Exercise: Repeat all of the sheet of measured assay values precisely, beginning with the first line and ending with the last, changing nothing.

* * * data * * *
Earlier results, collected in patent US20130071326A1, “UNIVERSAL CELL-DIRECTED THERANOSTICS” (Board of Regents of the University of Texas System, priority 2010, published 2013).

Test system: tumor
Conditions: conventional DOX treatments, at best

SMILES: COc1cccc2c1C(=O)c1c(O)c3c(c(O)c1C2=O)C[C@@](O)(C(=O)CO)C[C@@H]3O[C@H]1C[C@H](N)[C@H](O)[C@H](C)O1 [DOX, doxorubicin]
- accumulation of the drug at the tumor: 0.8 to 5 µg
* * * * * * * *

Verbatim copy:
Earlier results, collected in patent US20130071326A1, “UNIVERSAL CELL-DIRECTED THERANOSTICS” (Board of Regents of the University of Texas System, priority 2010, published 2013).

Test system: tumor
Conditions: conventional DOX treatments, at best

SMILES: COc1cccc2c1C(=O)c1c(O)c3c(c(O)c1C2=O)C[C@@](O)(C(=O)CO)C[C@@H]3O[C@H]1C[C@H](N)[C@H](O)[C@H](C)O1 [DOX, doxorubicin]
- accumulation of the drug at the tumor: 0.8 to 5 µg